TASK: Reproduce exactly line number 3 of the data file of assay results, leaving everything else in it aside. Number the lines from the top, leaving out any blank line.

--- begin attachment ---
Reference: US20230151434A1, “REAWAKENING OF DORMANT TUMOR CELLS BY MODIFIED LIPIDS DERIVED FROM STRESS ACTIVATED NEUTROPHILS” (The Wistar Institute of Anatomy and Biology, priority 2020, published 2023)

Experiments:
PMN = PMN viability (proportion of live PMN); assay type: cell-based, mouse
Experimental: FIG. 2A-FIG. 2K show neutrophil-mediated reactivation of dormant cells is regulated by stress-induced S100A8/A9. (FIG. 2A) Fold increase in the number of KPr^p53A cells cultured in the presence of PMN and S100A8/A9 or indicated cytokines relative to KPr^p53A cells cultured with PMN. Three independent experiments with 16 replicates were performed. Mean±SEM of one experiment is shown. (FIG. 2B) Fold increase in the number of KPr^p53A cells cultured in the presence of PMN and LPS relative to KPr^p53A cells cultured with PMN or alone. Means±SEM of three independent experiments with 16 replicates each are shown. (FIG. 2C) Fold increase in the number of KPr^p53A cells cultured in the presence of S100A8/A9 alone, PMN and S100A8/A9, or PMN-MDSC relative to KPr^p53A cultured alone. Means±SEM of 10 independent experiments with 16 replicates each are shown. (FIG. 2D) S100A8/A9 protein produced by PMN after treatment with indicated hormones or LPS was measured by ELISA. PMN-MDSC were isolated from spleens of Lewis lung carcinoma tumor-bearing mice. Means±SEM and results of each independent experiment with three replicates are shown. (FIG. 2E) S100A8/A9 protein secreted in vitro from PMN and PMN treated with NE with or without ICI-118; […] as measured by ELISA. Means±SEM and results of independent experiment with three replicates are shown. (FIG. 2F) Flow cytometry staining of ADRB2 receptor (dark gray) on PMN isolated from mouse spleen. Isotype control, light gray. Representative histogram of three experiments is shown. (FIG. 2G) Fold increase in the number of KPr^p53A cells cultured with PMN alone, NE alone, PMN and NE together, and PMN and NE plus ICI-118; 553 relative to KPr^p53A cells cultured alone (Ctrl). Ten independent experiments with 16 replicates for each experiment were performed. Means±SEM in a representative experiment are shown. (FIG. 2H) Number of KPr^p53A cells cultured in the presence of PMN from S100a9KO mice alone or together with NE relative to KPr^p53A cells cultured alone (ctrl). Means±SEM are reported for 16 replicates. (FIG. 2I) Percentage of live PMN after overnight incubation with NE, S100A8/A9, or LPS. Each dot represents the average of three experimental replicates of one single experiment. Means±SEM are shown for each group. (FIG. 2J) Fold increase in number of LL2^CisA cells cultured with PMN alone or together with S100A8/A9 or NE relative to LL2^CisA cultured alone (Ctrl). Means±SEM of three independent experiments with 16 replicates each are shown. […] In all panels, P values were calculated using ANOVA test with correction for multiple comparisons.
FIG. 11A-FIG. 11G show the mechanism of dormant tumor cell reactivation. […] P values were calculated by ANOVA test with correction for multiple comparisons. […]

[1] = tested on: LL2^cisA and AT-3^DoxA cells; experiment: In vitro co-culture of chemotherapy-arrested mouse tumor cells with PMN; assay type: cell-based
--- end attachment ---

PMN = PMN viability (proportion of live PMN); assay type: cell-based, mouse